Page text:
Starring: Matthew McConaughey, Charlie Hunnam, Henry Golding
Director: Guy Ritchie
Running Time: 113 mins
The Gentlemen is a British film about a wealthy American who builds a marijuana empire in London, and when it emerges that he intends to cash out his business, schemes develop in an attempt to snatch his domain away.
Although not quite a triumphant return to form from director Guy Ritchie, The Gentlemen does represent a welcome revival of the much-loved crime comedy. The film may lack the narrative intrigue of Lock, Stock And Two Smoking Barrels and Snatch, but it more than makes up for that with charismatic performance, good humour and a fun, action-packed story.
Above all, what I really enjoyed about The Gentlemen was its fun factor. It may be a hard R-rated crime movie on the surface, but with a great sense of humour and an A-list cast all up for some fun, it’s a thoroughly entertaining watch that isn’t afraid to be the slightest bit silly either.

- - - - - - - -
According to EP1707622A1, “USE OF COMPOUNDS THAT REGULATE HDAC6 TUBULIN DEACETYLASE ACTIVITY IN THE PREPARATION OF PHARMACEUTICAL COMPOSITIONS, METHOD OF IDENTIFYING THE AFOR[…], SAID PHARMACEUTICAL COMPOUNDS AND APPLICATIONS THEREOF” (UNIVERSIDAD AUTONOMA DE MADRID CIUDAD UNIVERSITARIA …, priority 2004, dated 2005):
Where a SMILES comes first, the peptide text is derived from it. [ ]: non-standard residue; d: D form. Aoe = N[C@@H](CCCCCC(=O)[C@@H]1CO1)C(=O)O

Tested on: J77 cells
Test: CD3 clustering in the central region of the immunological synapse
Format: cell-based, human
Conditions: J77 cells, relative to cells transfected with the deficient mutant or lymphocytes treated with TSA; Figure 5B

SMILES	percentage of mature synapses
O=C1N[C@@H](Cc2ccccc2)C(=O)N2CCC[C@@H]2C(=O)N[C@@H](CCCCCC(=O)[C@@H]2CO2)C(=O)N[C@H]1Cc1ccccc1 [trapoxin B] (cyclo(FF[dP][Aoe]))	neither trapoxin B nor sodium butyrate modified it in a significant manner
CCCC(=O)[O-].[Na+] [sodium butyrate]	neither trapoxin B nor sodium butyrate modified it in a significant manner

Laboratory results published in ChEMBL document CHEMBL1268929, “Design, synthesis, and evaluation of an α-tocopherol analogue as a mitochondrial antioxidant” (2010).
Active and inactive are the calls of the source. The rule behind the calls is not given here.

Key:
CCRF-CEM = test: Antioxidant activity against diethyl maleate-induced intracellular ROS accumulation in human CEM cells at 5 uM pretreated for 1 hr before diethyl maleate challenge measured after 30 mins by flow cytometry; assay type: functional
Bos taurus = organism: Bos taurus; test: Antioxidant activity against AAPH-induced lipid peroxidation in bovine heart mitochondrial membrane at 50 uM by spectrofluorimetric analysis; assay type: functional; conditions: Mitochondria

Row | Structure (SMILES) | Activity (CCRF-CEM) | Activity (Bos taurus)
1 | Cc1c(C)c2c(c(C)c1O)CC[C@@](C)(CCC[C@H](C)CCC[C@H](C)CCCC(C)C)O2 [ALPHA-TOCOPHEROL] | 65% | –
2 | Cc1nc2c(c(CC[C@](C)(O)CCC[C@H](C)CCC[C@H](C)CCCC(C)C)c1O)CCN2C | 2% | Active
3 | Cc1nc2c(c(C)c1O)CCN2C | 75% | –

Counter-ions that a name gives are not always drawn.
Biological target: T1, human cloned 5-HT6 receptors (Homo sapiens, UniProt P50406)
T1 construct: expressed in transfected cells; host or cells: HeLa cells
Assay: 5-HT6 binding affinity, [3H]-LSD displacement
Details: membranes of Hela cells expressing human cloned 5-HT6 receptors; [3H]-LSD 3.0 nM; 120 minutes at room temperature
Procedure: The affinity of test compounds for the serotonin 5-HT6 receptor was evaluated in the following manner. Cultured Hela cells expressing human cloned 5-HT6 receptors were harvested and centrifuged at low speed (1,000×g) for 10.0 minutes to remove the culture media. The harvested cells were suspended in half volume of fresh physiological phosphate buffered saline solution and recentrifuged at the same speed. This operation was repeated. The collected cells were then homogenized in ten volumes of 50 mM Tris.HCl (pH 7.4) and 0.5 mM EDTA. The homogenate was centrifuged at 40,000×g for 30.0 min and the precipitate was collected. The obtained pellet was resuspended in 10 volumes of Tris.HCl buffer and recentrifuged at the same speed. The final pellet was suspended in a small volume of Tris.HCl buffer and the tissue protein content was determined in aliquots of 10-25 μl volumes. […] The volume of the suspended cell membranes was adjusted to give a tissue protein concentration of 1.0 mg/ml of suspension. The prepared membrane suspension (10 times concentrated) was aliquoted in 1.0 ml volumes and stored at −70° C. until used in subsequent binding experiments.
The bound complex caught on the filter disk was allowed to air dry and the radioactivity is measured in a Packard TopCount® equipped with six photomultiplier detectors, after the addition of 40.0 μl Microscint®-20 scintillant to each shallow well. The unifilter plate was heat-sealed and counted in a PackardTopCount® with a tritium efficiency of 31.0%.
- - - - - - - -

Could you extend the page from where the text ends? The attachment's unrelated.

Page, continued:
Thankfully, this isn’t a bland, brooding gangster movie that takes itself too seriously, but rather blends its fervour for intricate crimes and schemes with a deliberately exaggerated sense of fun, as adversaries close in on one another through a series of plainly ridiculous but thoroughly entertaining events.
The film never quite manages to craft an edge-of-your-seat, unpredictable maze of a plot like Lock Stock, and as it also struggles to get up to speed over the course of a fairly underwhelming first act, it’s never the wall-to-wall joy you might hope for.
However, as it develops an increasingly large number of key players, things start to come together nicely towards the latter half. Combining good humour with great action and fun narrative complexity, there’s more than enough about The Gentlemen to keep you entertained right to the finish.
And finally, all of the lead performances are just as much fun too. With the exception of a few wobbly accents here and there, The Gentlemen’s A-list cast really goes for it, with a real glee for gangster fun and games all the way through.
Couple that with a witty and foul-mouthed screenplay, and everybody is delightfully funny to watch, from Matthew McConaughey to Charlie Hunnam, Henry Golding and even Hugh Grant in a bizarre role against type.
Overall, I had good fun with The Gentlemen. It’s not a perfect film by any means, and is still a far cry from the memorable crime flicks Guy Ritchie has brought us in the past. However, with an enjoyably intricate plot, great humour, a fun-loving attitude and enthusiastic performances across the board, there’s still a lot to like, and that’s why I’m giving it a 7.4.